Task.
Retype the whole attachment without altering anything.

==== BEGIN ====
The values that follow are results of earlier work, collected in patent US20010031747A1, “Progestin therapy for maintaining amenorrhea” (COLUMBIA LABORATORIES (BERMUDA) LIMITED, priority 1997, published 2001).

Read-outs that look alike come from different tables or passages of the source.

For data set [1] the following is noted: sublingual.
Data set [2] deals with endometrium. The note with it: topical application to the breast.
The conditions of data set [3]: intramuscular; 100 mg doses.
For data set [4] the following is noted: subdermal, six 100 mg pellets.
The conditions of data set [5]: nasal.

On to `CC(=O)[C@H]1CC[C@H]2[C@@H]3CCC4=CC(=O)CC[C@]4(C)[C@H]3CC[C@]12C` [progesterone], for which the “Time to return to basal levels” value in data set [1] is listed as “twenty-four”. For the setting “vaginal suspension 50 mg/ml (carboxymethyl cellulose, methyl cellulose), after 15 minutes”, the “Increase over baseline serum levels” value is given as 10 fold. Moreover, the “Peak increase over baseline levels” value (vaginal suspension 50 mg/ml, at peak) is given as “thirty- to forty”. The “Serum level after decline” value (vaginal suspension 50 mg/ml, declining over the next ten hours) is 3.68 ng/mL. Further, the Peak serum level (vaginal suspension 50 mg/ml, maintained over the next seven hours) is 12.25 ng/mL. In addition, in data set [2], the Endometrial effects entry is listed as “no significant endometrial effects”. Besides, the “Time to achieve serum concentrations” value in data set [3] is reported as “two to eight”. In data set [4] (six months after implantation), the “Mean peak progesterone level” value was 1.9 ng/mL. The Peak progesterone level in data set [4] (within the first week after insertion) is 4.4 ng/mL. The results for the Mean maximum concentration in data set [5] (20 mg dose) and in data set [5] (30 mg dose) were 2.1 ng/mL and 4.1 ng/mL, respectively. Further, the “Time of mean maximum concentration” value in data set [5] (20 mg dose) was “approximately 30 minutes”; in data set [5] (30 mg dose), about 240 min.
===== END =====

The values that follow are results of earlier work, collected in patent US20010031747A1, “Progestin therapy for maintaining amenorrhea” (COLUMBIA LABORATORIES (BERMUDA) LIMITED, priority 1997, published 2001).

Read-outs that look alike come from different tables or passages of the source.

For data set [1] the following is noted: sublingual.
Data set [2] deals with endometrium. The note with it: topical application to the breast.
The conditions of data set [3]: intramuscular; 100 mg doses.
For data set [4] the following is noted: subdermal, six 100 mg pellets.
The conditions of data set [5]: nasal.

On to `CC(=O)[C@H]1CC[C@H]2[C@@H]3CCC4=CC(=O)CC[C@]4(C)[C@H]3CC[C@]12C` [progesterone], for which the “Time to return to basal levels” value in data set [1] is listed as “twenty-four”. For the setting “vaginal suspension 50 mg/ml (carboxymethyl cellulose, methyl cellulose), after 15 minutes”, the “Increase over baseline serum levels” value is given as 10 fold. Moreover, the “Peak increase over baseline levels” value (vaginal suspension 50 mg/ml, at peak) is given as “thirty- to forty”. The “Serum level after decline” value (vaginal suspension 50 mg/ml, declining over the next ten hours) is 3.68 ng/mL. Further, the Peak serum level (vaginal suspension 50 mg/ml, maintained over the next seven hours) is 12.25 ng/mL. In addition, in data set [2], the Endometrial effects entry is listed as “no significant endometrial effects”. Besides, the “Time to achieve serum concentrations” value in data set [3] is reported as “two to eight”. In data set [4] (six months after implantation), the “Mean peak progesterone level” value was 1.9 ng/mL. The Peak progesterone level in data set [4] (within the first week after insertion) is 4.4 ng/mL. The results for the Mean maximum concentration in data set [5] (20 mg dose) and in data set [5] (30 mg dose) were 2.1 ng/mL and 4.1 ng/mL, respectively. Further, the “Time of mean maximum concentration” value in data set [5] (20 mg dose) was “approximately 30 minutes”; in data set [5] (30 mg dose), about 240 min.